Contact Us Need Help? Call us 1800-987-323
Explore Departments
  Free shipping Australia wide

Two Treatises of Government

Published after the Glorious Revolution of 1688 brought William of Orange and Mary to the throne, but written in the throes of the Whig revolutionary plots against Charles II in the early 1680s, John Locke offers a theory of natural law and natural rights which distinguish between legitimate and illegitimate civil governments, and argues for the legitimacy of revolt against tyrannical governments. These radical ideas remain influential today. In these two treatises the political philosopher John Locke espouses radical theories which influenced the ideologies of the American and French revolutions, and became the basis for the social and political philosophies of Rousseau, Voltaire and the United States founding fathers. In the first treatise Locke aims to refute the doctrine of the patriarchal and absolute right of the Divine Right of Kings doctrine put forth by Sir Robert Filmer's Patriarcha. He examines key Biblical passages to prove that scripture does not support Filmer's premise. The second treatise offers Locke's positive theory of government in which he establishes a theory which reconciles the liberty of the citizen with political order. His basic premise is founded on the independence of the individual. He declares that men are born free and equal in their rights and that wealth is the product of labor. In his revolutionary theory of the social contract he proposes that a legitimate civil government must preserve the rights to life, liberty, health and property of its citizens, and prosecute and punish those in violation of those rights. Reprint of the 1698 third edition.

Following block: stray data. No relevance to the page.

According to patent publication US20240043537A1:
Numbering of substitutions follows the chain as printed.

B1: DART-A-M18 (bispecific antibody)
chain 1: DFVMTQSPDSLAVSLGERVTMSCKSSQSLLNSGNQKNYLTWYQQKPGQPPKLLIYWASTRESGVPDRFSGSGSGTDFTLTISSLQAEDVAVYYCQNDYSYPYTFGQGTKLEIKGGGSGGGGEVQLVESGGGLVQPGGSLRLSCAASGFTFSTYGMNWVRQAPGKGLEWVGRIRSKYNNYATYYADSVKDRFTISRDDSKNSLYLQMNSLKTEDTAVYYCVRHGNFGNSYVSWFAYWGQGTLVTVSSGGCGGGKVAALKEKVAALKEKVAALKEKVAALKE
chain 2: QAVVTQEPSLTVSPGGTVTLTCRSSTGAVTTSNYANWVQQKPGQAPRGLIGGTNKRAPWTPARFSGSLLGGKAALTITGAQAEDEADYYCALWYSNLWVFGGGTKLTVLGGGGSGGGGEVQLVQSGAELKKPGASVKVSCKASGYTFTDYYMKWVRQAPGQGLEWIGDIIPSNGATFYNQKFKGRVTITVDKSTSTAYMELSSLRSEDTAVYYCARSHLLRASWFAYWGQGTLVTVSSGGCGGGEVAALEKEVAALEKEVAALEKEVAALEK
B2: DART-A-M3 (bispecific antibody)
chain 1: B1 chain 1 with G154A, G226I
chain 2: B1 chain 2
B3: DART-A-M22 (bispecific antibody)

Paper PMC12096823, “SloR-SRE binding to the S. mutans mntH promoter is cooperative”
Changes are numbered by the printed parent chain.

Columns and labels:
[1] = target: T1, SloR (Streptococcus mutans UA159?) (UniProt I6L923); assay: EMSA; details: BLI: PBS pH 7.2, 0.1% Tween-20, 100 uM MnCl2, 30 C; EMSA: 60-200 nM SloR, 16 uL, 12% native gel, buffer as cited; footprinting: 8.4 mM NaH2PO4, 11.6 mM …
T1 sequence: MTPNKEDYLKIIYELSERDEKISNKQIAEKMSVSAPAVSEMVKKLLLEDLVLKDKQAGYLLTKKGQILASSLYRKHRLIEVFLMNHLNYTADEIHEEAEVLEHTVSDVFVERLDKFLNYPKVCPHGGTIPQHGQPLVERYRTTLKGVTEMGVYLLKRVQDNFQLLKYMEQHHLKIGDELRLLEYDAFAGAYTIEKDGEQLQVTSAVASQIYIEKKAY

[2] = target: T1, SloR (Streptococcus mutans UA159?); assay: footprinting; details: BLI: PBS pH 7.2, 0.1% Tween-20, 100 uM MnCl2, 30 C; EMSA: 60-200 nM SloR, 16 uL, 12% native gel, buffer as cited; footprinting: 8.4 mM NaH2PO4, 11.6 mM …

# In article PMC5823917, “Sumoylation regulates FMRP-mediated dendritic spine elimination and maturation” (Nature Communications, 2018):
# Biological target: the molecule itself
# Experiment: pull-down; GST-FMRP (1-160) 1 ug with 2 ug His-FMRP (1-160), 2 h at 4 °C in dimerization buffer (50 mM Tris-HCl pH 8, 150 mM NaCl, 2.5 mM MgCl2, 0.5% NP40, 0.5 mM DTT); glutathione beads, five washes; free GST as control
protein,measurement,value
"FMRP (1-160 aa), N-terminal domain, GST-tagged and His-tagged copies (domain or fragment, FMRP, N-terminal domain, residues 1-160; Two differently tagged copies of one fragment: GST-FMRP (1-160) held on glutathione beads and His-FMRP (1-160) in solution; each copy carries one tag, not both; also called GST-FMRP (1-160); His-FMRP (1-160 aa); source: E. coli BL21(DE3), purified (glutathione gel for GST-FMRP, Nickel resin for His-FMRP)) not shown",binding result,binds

Two Treatises of Government
Product Unavailable
Published after the Glorious Revolution of 1688 brought William of Orange and Mary to the throne, but written in the throes of the Whig revolutionary plots against Charles II in the early 1680s, John Locke offers a theory of natural law and natural rights which distinguish between legitimate and illegitimate civil governments, and argues for the legitimacy of revolt against tyrannical governments. These radical ideas remain influential today.In these two treatises the political philosopher John Locke espouses radical theories which influenced the ideologies of the American and French revolutions, and became the basis for the social and political philosophies of Rousseau, Voltaire and the United States founding fathers. In the first treatise Locke aims to refute the doctrine of the patriarchal and absolute right of the Divine Right of Kings doctrine put forth by Sir Robert Filmer's Patriarcha. He examines key Biblical passages to prove that scripture does not support Filmer's premise.The second treatise offers Locke's positive theory of government in which he establishes a theory which reconciles the liberty of the citizen with political order. His basic premise is founded on the independence of the individual. He declares that men are born free and equal in their rights and that wealth is the product of labor. In his revolutionary theory of the social contract he proposes that a legitimate civil government must preserve the rights to life, liberty, health and property of its citizens, and prosecute and punish those in violation of those rights. Reprint of the 1698 third edition.
Author
John Locke
Short Title
2 TREATISES OF GOVERNMENT
Publisher
Lawbook Exchange, Ltd.
Language
English
ISBN-10
1584776021
ISBN-13
9781584776024
Media
Book
Format
Hardcover
DEWEY
320.01
Year
2010
Publication Date
2010-02-15
Residence
US
Birth
1632
Death
1704
Imprint
Lawbook Exchange, Ltd.
Country of Publication
United States
Illustrations
black & white illustrations
Pages
368
FREE DELIVERY

Delivery is free to any Australian address. No matter where your item is going.

SECURE PAYMENT

We use 100% PCI DSS compliant payment services. That means your payment information is always protected, and never gets seen by anyone.

30 DAY RETURN POLICY

Return any item within 30 days of delivery. It doesn’t matter why you want to return your item, you can free of charge!